(8). Practical Knowledge on a wide range of legal subjects: A judge must be able to grasp, wrestle, reason, and explain the difficult concepts of law. He must have a deep and working knowledge of the law across a broad spectrum of differing areas of law: criminal procedure, commercial law, family law, civil and appellate procedure.
(9). Expositive: A judge must be able to navigate untrodden legal ground. He must be able to explain grey areas. He should reason lucidly, instead of parroting counsel’s arguments – as some judges do.
(10). Research ability: The one essential quality upon which most judges fail is a high degree of skill in legal research.
(11). Unremitting industry: Judges are uncommonly industrious. Lazy judges are bad judges.
(12). Unmoved: A judge should be unmoved by pressure or pleasure, whether exerted by those in power, or their loved ones. Legal “Courage” is “the willingness to do what the law requires the judge to do even though the course the judge must follow is not the popular one: [www.apursuitofjustice.com]
(13). Impartiality is more than being fair to all sides. It is the skill of a judge ‘recognising his own prejudices so that he is not swayed by them. A person may sit as a judge over a case which has life-changing implications for a litigant. The judge may find a litigant’s character personally distasteful. Unless a judge has a sense of self-awareness in being able to recognise his own prejudices, his decision would reflect his own personal bias –instead of doing justice: [www.Chron.com]
(14). Independence is the ability to remain intellectually aloof; and not being influenced by anyone.
(15). Integrity refers to a person of upright character. A judge with integrity sets aside personal prejudices, personalities and partisan political influences: [C. Dale McClain, www.pennlive.com]
(16). Speed: A judge must be able hand down carefully considered judgements swiftly.
(17). Intrepid refers to Judicial fearlessness. Judges should not be cowed by authority. Judges need to make tough decisions in such a way that their authority and fairness are respected – even by those who may be adversely affected by their rulings: [www.Chron.com]
(18). Incorruptible – a judge should not fall prey to bribery or any kind of subtle inducement.
(19). Financial responsibility – is the ability to resist pressures that might threaten judicial independence and impartiality: [www.Chron.com]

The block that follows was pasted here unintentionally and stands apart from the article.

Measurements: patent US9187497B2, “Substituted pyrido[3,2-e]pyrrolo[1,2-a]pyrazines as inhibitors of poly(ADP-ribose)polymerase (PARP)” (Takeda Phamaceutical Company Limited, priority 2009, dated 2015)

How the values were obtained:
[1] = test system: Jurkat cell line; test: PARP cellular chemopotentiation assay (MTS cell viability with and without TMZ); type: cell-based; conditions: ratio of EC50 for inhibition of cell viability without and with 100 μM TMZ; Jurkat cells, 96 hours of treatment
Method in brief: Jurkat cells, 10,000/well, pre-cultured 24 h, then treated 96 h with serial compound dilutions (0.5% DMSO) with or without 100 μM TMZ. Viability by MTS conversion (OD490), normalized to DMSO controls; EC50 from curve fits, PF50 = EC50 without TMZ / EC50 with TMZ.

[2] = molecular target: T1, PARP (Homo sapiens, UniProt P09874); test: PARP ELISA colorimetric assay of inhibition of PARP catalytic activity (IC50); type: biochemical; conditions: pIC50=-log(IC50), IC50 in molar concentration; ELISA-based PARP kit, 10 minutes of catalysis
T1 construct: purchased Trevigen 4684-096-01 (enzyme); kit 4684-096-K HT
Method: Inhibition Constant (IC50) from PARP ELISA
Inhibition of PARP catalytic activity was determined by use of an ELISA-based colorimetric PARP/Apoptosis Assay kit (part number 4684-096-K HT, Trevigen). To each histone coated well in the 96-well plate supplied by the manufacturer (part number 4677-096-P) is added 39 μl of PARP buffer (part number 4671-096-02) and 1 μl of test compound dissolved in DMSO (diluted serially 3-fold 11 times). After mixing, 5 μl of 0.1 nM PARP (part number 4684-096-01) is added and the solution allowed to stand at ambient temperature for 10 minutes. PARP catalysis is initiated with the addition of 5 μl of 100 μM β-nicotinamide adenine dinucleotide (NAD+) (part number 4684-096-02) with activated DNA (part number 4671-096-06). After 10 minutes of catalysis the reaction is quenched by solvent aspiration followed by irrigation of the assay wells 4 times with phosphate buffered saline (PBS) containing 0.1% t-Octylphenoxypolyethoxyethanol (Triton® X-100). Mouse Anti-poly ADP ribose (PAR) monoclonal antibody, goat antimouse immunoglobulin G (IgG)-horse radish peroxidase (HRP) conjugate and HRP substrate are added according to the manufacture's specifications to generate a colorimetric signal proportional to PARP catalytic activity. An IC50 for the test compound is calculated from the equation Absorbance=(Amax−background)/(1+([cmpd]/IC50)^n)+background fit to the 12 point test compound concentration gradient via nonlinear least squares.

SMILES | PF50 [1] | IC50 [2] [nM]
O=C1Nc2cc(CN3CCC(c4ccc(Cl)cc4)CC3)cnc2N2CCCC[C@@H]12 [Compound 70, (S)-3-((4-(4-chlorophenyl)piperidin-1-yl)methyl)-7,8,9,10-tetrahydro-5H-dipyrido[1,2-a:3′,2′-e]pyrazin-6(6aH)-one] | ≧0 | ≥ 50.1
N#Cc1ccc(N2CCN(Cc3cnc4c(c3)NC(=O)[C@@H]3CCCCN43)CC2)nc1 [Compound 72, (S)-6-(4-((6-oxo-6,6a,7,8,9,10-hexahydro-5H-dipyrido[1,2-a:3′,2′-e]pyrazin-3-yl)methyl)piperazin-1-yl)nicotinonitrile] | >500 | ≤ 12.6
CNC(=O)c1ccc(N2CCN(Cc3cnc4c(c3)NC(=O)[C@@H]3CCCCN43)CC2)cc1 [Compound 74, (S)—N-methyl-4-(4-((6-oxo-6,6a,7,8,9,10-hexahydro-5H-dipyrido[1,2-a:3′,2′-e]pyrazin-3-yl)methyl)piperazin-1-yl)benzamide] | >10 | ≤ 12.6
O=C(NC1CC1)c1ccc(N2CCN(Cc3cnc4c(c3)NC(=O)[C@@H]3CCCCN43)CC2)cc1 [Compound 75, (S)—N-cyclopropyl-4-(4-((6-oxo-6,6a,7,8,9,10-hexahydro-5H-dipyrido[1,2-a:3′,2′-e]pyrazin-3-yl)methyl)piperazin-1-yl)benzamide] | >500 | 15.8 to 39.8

(20). Interpersonal skill: Judges need strong interpersonal skills to oversee complex cases; and deal with cases involving adversarial lawyers. Things get complicated when there are powerful emotions at play among the litigants. Judges need to control and defuse a courtroom, especially when the court’s atmosphere becomes intense: [www.Chron.com]
(21). Judicial Temperament: An angry judge cannot serve justice. Judges must be patient, open-minded, courteous, tactful, firm, understanding and importantly, demonstrate humility. They should be able to deal calmly with litigants and lawyers. A good judge is even-tempered but firm; open-minded but able to reach a decision; confident but not egotistic: [C. Dale McClain, supra]
A word from the former Chief Justice of South Africa
As a final quality there is the 1994 statement by the Chief Justice of South Africa, MM Corbett. He said: –
‘If I were to attempt to sum up in half-a-dozen words the qualities which ideally a judge should have, I would say knowledge, experience, judgement, independence, character, and industry.’
He then said: –
‘To these qualities I would add only … a breadth of education, so that he has sufficient reading to make what Francis Bacon called ‘a full man.’ These characteristics are not, of course, possessed in equal degree nor are they possessed by all members of the Bench but they are, and should be, the ideal.’
This is why judges are supermen and super women.
They are difficult to find.